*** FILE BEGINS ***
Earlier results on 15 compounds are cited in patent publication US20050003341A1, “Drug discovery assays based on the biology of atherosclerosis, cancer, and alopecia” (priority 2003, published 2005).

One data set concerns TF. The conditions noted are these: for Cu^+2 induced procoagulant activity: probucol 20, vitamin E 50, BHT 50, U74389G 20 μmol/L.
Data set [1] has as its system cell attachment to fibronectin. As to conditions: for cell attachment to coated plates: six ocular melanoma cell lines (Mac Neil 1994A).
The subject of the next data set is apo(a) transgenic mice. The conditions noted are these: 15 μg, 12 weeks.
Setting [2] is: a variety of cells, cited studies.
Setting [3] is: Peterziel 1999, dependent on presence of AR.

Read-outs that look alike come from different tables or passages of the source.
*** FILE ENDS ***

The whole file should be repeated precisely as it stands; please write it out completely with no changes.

Earlier results on 15 compounds are cited in patent publication US20050003341A1, “Drug discovery assays based on the biology of atherosclerosis, cancer, and alopecia” (priority 2003, published 2005).

One data set concerns TF. The conditions noted are these: for Cu^+2 induced procoagulant activity: probucol 20, vitamin E 50, BHT 50, U74389G 20 μmol/L.
Data set [1] has as its system cell attachment to fibronectin. As to conditions: for cell attachment to coated plates: six ocular melanoma cell lines (Mac Neil 1994A).
The subject of the next data set is apo(a) transgenic mice. The conditions noted are these: 15 μg, 12 weeks.
Setting [2] is: a variety of cells, cited studies.
Setting [3] is: Peterziel 1999, dependent on presence of AR.

Read-outs that look alike come from different tables or passages of the source.